Home sales expected to soar in these California cities next year KTLA
With mortgage rates finally easing, many California cities are expected to see home sales rebound significantly next year, according to a forecast from Realtor.com. Five metro areas are predicted to see double-digit sales growth in 2024 compared to 2023. Those cities include Oxnard-Thousand Oaks (18 percent), Riverside-San Bernadino-Ontario (13.8 percent), Bakersfield (13.4 percent), San Diego-Chula Vista-Carlsbad (11 percent) and Sacramento (10.3 percent).
Home sales in the Los Angeles-Long Beach area are expected to climb 9.2 percent after two years of declining sales. Sales in San Francisco-Oakland-Berkeley area are expected to stay flat, while sales are expected to decline 18.5 percent in San Jose-Sunnyvale-Santa Clara and 6 percent in Fresno. In addition, home prices are predicted to fall in some areas, according to the forecast. Home prices in San Diego are predicted to fall approximately 5.2 percent in the next year, and in Stockton by about 3.7 percent.
Though 2023 has been the least affordable year for homebuying in more than a decade, 2024 is looking up Redfin
According to an analysis of monthly housing payments for typical homebuyer using median home sale prices, a person making the median U.S. income of $78,642 in 2023 would have had to spend 41.4 percent of their earnings on monthly housing cost if they had bought a $408,806 median-priced U.S. home. This assumes a 6.73 percent, 30-year fixed mortgage with a 20 percent down payment. A common rule of thumb is that people should spend no more than 30 percent of their income on housing, though that has grown less realistic due to current mortgage rates and home prices. This was the least affordable year in at least 11 years.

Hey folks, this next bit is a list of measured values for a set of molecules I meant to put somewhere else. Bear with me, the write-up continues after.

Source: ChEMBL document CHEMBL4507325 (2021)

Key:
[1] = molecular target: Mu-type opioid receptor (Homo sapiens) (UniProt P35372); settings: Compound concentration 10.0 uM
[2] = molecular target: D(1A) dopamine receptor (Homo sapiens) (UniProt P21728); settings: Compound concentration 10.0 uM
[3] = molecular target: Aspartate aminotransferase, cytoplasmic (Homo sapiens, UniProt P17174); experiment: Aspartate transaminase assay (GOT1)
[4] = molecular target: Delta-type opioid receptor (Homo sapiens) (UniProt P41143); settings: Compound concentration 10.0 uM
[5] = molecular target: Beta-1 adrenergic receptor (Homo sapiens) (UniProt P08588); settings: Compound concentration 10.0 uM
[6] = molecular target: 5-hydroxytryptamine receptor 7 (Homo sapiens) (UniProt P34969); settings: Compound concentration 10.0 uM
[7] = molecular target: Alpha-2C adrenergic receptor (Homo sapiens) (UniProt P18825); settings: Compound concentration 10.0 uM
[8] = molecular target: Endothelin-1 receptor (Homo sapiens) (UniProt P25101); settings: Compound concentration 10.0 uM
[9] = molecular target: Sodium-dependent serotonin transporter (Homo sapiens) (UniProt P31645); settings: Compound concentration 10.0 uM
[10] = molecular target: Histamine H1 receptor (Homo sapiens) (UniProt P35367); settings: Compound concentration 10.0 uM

The good news is that housing costs have started to decline as mortgage rates have begun falling, and new listings posted the biggest annual uptick in more than two years. New listings are up 7 percent from last year. As listings climb, experts expect mortgage rates to fall to approximately 6.5 percent in 2024.
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Amid housing slowdown, new construction grew most in outlying areas, not cities HousingWire
During the third quarter of 2023, new home construction grew most in areas outside of urban areas, according the National Association of Home Builders (NAHB). Their Home Building Geography Index estimates the growth of home construction using county-level information about single- and multifamily building permits. From Q2 to Q3 of 2023, single-family new construction in counties outside large metropolitan areas grew from 9.5 percent of the market to 9.7 percent. Multifamily buildings also grew most in outlying counties.
Outlying counties of large metro areas had their ninth quarter of positive growth (that’s two and a quarter years), while non-metro areas had their eleventh quarter of growth (two and three quarters years).
Southern California home prices rose 4.3 percent in a year Pasadena Star-News
Home prices saw their biggest percentage gain in a year in Southern California, rising 4.3 percent to $735,000 in October, according to CoreLogic. The higher median combined with higher mortgage rates in October to lower the number of homes sold by 8 percent from the prior year. Lower sales were due to both fewer homes on the market and fewer buyers willing to pay higher mortgage payments.
However, because interest rates have begun to fall since October, sales may pick back up again and improve throughout 2024.
Mortgage refinance demand jumps 14 percent as mortgage rates fall to lowest point since August CNBC
After rising over 8 percent in October, mortgage rates are falling back toward 7 percent again, and that is boosting the demand for mortgage refinancing. The average contract interest rate for 30-year fixed-rate mortgages with conforming loan balances fell from 7.37 percent to 7.17 percent, with points dropping from 0.64 to 0.60 for loans with a 20 percent down payment, according to the Mortgage Bankers Association.
As a result, applications to refinance a home loan increased 14 percent from the week prior and were 10 percent higher than the same week one year ago. “November was a stellar month for mortgage rates, and December is picking up right where it left off,” said Matthew Graham, COO at Mortgage New Daily.